IRON METABOLISM: THE REGULATION OF INTESTINAL ABSORPTION AND LIVER STORAGE.
Annual summary rept.,
NEW ENGLAND MEDICAL CENTER HOSPITALS BOSTON MASS
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Following the ingestion of hemoglobin the heme ring is taken up intact by the small intestinal epithelial cell. Within the cell the alpha-methene bridge is oxidized and the iron released from the heme ring. The heme-splitting reaction is the result of peroxides generated by the action of xanthene oxidase on its substrates. Transferrin is capable of enhancing the removal of Fe59 from an in vitro suspension of intestinal epithelial cell. This varies directly with the unsaturated iron binding capacity. Other chemical chelators of iron have no effect. Using Iodine-125 labelled transferrin, it has been shown that the molecule will specifically bind to the membrane of the epithelial cell. This suggests that transferrin plays an important role in regulating the transfer of iron from the cell to the plasma. Iron deficiency is a systemic disorder in which decreased hemoglobin production appears to be the major clinical finding. However, iron deficient red cells have also been shown to have an increase in autohemolysis and a decreased plasticity as measured by filtration through millipore filters. These findings help explain the shortened red blood cell survival noted in iron deficiency which is partially corrected by splenectomy. Author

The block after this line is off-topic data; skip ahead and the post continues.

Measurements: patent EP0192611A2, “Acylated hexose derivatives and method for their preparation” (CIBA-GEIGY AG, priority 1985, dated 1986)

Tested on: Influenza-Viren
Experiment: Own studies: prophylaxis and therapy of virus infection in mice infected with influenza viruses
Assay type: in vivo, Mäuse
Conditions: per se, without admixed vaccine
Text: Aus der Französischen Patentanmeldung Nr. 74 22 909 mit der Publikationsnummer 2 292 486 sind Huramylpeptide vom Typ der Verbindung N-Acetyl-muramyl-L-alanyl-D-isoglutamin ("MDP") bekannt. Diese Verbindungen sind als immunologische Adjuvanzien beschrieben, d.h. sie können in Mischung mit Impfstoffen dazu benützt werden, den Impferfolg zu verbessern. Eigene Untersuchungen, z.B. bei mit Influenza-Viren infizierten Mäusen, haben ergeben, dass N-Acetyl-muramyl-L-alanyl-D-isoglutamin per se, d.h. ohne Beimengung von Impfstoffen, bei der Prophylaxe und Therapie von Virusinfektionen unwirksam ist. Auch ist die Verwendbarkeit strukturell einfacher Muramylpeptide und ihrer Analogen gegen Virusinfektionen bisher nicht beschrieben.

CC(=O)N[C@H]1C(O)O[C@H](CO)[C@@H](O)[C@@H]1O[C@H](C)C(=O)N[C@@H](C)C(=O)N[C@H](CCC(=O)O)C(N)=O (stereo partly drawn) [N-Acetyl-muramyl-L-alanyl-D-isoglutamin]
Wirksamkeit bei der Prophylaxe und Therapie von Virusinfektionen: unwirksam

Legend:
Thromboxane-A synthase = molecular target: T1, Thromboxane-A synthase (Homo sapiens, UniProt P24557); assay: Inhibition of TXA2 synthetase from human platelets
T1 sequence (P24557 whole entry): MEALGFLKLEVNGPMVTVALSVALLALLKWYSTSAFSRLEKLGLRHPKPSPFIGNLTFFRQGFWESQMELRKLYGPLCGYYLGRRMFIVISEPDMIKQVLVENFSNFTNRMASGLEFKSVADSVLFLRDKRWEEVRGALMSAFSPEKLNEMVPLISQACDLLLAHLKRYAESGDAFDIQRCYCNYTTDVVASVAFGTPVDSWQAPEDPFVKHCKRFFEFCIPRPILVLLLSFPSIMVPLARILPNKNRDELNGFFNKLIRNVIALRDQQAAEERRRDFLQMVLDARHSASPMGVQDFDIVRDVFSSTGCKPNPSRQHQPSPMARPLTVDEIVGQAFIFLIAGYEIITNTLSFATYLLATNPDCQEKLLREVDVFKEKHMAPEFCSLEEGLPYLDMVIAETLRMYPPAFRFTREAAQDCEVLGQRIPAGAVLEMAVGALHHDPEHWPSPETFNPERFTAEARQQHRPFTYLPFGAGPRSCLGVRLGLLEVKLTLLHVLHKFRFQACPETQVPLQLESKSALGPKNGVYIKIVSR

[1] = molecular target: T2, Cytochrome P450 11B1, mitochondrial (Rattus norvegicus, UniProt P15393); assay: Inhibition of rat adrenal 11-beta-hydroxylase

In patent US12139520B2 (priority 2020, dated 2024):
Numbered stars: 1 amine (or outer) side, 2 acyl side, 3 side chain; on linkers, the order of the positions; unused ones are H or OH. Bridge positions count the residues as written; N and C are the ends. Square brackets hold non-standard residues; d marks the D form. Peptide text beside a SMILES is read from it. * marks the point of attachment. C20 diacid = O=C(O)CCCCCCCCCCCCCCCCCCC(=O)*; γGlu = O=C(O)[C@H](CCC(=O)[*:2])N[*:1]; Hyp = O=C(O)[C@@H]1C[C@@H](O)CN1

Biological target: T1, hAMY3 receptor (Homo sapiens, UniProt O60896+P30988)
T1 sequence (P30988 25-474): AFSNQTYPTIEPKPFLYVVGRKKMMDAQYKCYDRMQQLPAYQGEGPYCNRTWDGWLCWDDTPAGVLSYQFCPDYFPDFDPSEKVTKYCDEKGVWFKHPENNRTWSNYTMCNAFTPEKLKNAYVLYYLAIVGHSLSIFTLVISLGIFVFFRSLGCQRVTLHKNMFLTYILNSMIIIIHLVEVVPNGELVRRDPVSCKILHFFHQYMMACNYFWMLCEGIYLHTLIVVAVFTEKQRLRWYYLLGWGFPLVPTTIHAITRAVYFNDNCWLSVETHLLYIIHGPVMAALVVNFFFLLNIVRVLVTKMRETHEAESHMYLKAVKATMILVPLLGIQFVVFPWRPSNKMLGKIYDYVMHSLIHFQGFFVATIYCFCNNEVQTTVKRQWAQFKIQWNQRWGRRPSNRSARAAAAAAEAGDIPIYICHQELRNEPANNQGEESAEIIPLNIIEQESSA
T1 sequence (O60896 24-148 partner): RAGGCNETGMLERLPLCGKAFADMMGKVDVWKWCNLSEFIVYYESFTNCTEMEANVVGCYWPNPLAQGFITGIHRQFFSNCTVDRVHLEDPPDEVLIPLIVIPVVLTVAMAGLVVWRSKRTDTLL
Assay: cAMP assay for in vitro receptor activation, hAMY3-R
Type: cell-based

- Anatomy and Physiology